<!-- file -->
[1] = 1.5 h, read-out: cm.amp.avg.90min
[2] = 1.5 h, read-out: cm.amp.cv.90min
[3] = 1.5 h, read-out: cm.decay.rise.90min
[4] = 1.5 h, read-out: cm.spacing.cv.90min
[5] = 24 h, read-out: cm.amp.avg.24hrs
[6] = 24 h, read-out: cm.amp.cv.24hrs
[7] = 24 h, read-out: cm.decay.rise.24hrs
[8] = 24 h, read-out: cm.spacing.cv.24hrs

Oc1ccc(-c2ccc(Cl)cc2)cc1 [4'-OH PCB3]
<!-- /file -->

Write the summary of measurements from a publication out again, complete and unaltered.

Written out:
[1] = 1.5 h, read-out: cm.amp.avg.90min
[2] = 1.5 h, read-out: cm.amp.cv.90min
[3] = 1.5 h, read-out: cm.decay.rise.90min
[4] = 1.5 h, read-out: cm.spacing.cv.90min
[5] = 24 h, read-out: cm.amp.avg.24hrs
[6] = 24 h, read-out: cm.amp.cv.24hrs
[7] = 24 h, read-out: cm.decay.rise.24hrs
[8] = 24 h, read-out: cm.spacing.cv.24hrs

Oc1ccc(-c2ccc(Cl)cc2)cc1 [4'-OH PCB3]